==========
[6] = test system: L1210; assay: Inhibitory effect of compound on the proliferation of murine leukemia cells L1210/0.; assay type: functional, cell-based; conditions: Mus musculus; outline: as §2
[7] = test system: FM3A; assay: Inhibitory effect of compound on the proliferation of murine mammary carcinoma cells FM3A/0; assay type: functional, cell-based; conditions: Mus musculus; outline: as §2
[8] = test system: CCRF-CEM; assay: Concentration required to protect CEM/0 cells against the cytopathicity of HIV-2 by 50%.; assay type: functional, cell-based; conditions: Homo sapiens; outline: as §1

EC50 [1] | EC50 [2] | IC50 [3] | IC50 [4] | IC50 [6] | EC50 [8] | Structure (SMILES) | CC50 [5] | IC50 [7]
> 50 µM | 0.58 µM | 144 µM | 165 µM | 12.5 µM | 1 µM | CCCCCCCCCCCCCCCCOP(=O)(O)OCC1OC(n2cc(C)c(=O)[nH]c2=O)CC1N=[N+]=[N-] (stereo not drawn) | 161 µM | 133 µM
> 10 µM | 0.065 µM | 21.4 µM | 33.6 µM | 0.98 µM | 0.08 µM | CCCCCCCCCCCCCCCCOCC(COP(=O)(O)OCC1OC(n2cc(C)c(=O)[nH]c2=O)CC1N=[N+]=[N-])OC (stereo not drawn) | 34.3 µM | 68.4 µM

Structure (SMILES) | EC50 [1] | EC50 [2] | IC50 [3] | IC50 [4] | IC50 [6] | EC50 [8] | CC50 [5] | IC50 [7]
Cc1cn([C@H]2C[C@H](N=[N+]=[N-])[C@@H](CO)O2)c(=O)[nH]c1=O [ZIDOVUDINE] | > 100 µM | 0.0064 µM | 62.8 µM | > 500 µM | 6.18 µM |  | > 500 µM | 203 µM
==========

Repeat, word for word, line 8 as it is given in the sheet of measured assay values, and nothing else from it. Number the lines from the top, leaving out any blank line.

Cc1cn([C@H]2C[C@H](N=[N+]=[N-])[C@@H](CO)O2)c(=O)[nH]c1=O [ZIDOVUDINE] | > 100 µM | 0.0064 µM | 62.8 µM | > 500 µM | 6.18 µM |  | > 500 µM | 203 µM